Though no longer used for its original purpose, the Highland Park Tower remains an important architectural landmark for the immediate residential area. It was built in 1928 and designed by one of the city's few known black architects, Clarence W. Wigington (1883-1967). It is 134 feet tall and the top features and observation deck that can be reached by a 151-step staircase. The tower doesn't appear to reflect a single architectural style but incorporates stone ornamentation and the top features arched windows. The tower could hold 200,000 gallons of water, which was pumped from Lake Phalen. Given its architecture and once important function, the tower was added to the National Register of Historic Places in 1986. It is open to the public twice a year on special occasions and people are allowed to climb to the bop.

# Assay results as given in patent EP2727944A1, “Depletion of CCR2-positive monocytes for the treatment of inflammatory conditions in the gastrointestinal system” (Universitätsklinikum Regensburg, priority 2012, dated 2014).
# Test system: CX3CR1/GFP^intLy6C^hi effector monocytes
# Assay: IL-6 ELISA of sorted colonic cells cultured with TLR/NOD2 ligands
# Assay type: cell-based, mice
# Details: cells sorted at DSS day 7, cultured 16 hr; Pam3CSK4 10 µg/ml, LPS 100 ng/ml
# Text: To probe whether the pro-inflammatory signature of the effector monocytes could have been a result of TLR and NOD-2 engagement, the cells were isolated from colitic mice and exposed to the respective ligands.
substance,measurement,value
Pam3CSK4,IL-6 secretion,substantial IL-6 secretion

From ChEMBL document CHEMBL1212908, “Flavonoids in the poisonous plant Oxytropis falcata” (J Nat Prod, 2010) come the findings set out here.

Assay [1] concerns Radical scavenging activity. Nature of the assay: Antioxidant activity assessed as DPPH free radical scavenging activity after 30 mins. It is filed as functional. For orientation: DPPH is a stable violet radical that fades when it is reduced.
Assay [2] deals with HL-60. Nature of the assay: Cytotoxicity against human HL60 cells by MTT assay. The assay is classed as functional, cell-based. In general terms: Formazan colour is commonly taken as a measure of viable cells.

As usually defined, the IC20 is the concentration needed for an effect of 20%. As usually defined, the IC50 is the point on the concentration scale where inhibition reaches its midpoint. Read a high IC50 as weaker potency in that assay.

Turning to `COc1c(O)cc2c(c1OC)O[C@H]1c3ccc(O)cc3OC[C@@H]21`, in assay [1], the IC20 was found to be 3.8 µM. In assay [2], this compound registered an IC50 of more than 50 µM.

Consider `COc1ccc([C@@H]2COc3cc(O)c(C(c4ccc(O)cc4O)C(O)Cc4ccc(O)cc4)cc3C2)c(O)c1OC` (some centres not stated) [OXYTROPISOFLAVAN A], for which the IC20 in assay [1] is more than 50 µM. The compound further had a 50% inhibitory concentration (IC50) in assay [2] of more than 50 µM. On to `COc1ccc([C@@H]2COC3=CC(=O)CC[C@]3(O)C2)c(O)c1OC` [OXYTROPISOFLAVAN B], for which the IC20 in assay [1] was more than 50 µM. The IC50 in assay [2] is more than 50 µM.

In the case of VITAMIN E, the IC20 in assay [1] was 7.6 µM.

Clarence Wigington was born in Lawrence, Kansas and attended high school in Omaha. He studied architecture for a year and then continued his studies at the Professor Wallace's Western School of Art. During this same period he started to work for the then president of the American Institute of Architects, Thomas R. Kirnball. Wigington's career began in Omaha where he received commissions to design a church, and two apartment buildings. He then won a competition to design two dormitories in Durham, North Carolina. He worked for the City of St. Paul from 1915 to 1949. Among the buildings he designed here were the Saint Paul Public Safety Building (1929–30) and the Como Park Pavilion (1934). He died in Kansas City, Missouri.